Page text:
Environment

Is The African Continent Splitting In Two?

After heavy rains revealed some fault line cracks in Kenya, is there evidence of the continent splitting?

Heavy rains that have hit Kenya in late March and early April possibly led to the appearance of a huge crack in the ground that stretches several miles. This crack appeared in the south-western region of Kenya and is more than 50 feet deep with a width of 55 feet. The tear, which also caused the collapse of a section of the Nairobi-Narok highway in the Kenyan Rift Valley region, was accompanied by some seismic activity that left residents worried and fleeing. Naturally, questions have begun emerging whether or not the African continent is splitting into two.

Is The African Continent Splitting In Two?

First of all, most researchers agree that the African continent is splitting. However, most of them do not agree on the crack being evidence of the split. Most people would find it easy to believe that the rift is evidence especially since there were reports of seismic activity.

Secondly, an understanding of tectonic plates becomes important. The movement of those plates is what caused the continents to be divided as they are this day. Sometimes, these plates can rupture. A good instance of a rupture of a tectonic plate is none other than the East African Rift Valley. Further, for a rift to be of a tectonic nature, the two pieces have to fit in as a jigsaw puzzle would. For the case of the East African rift, the crack does not fit. Thus, it is not of a tectonic nature. Further evidence that the rift is not of a tectonic nature is that the crack is not continuous and there are no clear escarpments on either side of the rupture. Looking at all the continents of the world right now, they will fit like a jigsaw puzzle. All of the evidence suggests that the crack is caused by erosion. In addition, satellite imagery shows that similar cracks, albeit smaller, have formed in other parts of the region further supporting the theory of erosion.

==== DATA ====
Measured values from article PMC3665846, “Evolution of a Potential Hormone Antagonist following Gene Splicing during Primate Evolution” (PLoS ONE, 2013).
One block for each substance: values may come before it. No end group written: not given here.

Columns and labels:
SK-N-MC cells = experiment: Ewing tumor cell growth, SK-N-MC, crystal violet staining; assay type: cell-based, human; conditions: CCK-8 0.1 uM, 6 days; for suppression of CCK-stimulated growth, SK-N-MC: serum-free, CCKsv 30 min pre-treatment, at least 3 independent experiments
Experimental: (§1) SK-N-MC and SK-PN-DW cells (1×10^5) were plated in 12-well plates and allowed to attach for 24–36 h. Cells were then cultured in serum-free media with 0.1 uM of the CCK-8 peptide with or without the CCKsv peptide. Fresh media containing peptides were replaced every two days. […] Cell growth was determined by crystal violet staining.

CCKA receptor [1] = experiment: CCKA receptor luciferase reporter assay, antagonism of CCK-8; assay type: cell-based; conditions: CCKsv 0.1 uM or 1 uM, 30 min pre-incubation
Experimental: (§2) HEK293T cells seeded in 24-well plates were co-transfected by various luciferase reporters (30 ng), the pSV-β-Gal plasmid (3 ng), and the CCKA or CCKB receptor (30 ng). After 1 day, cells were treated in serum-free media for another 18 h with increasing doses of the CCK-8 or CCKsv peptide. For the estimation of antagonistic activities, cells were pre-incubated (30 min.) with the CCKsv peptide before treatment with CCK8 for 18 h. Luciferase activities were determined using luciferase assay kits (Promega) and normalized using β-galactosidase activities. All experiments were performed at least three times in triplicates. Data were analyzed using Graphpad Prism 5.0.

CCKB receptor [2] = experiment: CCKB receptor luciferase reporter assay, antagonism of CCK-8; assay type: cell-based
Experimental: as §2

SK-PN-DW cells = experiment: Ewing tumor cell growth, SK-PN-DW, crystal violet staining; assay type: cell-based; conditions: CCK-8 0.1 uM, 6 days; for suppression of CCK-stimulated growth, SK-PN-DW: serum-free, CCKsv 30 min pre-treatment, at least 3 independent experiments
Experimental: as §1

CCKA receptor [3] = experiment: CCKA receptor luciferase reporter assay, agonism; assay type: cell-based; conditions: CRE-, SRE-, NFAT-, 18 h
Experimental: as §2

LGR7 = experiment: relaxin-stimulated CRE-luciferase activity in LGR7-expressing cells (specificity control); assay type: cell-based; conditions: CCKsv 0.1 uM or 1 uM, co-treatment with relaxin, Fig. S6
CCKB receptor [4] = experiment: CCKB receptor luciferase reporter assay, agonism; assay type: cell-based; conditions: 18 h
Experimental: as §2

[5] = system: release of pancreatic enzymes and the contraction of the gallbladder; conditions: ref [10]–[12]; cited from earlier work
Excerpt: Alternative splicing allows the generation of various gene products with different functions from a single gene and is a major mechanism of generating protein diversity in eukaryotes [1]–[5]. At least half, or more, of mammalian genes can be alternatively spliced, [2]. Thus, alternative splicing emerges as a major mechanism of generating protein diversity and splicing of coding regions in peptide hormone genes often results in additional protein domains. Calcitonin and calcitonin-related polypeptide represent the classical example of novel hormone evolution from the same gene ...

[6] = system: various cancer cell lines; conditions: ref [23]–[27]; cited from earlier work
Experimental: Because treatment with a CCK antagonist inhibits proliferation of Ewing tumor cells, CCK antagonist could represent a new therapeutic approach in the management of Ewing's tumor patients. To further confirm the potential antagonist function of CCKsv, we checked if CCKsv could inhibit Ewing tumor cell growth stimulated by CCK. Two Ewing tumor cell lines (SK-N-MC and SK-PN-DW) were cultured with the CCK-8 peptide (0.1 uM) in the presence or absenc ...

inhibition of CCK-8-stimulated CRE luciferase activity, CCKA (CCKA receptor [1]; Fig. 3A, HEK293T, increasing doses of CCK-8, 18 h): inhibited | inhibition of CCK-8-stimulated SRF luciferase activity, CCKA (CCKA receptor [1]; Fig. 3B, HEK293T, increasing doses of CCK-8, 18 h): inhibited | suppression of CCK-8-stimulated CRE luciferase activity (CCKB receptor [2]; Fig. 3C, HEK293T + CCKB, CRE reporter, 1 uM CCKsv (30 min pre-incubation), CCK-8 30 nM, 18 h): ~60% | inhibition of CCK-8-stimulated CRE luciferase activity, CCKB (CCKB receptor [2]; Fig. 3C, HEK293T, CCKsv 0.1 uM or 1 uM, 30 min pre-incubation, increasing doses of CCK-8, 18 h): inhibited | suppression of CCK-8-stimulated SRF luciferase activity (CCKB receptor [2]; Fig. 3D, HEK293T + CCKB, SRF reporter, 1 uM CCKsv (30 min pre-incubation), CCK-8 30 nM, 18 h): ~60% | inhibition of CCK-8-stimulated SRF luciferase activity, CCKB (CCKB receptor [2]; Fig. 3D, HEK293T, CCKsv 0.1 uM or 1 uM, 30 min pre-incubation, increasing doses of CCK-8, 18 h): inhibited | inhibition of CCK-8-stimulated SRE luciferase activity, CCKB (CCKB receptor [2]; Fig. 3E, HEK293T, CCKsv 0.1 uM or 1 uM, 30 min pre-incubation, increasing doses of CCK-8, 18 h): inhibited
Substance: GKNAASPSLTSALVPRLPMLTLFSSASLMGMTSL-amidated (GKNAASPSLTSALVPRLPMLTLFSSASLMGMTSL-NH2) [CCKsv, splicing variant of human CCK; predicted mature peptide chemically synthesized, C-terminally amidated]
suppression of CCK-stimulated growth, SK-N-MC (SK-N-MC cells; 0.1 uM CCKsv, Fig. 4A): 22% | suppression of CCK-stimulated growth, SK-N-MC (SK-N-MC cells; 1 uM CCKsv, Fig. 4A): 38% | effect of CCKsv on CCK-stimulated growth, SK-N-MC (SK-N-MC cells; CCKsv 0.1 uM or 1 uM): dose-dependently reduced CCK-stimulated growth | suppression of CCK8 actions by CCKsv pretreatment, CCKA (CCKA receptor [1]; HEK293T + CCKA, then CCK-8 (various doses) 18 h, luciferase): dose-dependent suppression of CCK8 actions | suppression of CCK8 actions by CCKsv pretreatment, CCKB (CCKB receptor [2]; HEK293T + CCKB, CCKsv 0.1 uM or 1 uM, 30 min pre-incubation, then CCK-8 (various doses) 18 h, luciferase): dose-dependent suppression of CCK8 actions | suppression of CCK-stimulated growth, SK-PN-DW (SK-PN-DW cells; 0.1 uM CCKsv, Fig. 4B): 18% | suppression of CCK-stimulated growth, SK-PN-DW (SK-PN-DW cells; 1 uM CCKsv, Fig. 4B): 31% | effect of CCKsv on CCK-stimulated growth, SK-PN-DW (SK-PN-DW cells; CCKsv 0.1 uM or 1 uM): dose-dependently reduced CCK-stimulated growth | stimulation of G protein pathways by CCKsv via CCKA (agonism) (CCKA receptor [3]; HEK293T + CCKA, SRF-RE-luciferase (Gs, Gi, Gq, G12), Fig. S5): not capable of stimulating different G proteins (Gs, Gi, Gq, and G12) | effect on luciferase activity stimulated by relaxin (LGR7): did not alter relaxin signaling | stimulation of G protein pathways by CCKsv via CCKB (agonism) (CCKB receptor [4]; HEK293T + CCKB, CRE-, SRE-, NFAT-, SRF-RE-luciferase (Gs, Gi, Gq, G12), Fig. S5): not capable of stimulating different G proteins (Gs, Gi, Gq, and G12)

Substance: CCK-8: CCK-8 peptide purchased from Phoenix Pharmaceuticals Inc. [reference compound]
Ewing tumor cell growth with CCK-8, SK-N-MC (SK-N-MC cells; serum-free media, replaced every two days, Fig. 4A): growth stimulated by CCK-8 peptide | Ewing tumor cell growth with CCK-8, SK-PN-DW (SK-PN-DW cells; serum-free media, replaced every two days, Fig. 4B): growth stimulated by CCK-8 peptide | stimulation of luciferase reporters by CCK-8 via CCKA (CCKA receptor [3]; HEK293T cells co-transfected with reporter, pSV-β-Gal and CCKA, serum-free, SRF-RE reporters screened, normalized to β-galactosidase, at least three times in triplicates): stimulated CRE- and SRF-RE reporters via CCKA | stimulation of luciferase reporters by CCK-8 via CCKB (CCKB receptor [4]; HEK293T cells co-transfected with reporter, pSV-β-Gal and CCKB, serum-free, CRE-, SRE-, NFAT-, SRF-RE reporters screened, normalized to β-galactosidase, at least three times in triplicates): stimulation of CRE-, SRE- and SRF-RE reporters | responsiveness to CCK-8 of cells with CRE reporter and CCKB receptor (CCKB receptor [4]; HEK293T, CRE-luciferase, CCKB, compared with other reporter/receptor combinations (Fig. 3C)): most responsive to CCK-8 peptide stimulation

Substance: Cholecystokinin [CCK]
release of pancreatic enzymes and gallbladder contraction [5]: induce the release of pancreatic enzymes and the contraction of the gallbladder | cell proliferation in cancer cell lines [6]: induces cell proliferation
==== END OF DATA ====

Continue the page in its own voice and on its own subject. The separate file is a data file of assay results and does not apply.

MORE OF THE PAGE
Rifting events happen continuously throughout the Rift Valley in East Africa. As such, frequent seismic activity is recorded by the government. However, in this case, the Kenyan government issued no reports that explicitly state there was some seismic action at play. One thing to note is that the entire region is gradually extending, so frequent seismic action is not uncommon. A more plausible explanation for any tremors that anyone could have heard could be that they originated when the crack itself was forming, but not as a result of any seismic action.

The African continent will split in two, but it will take millions of years. A dramatic event such as the rift should not be a cause for panic that the split is taking place at an accelerated rate. Based on the evidence at hand, it is safe to assume that the feature formed in Kenya in nothing more than a gully. The actual splitting of the continent is a much more gradual process that passes humans by without them ever noticing.

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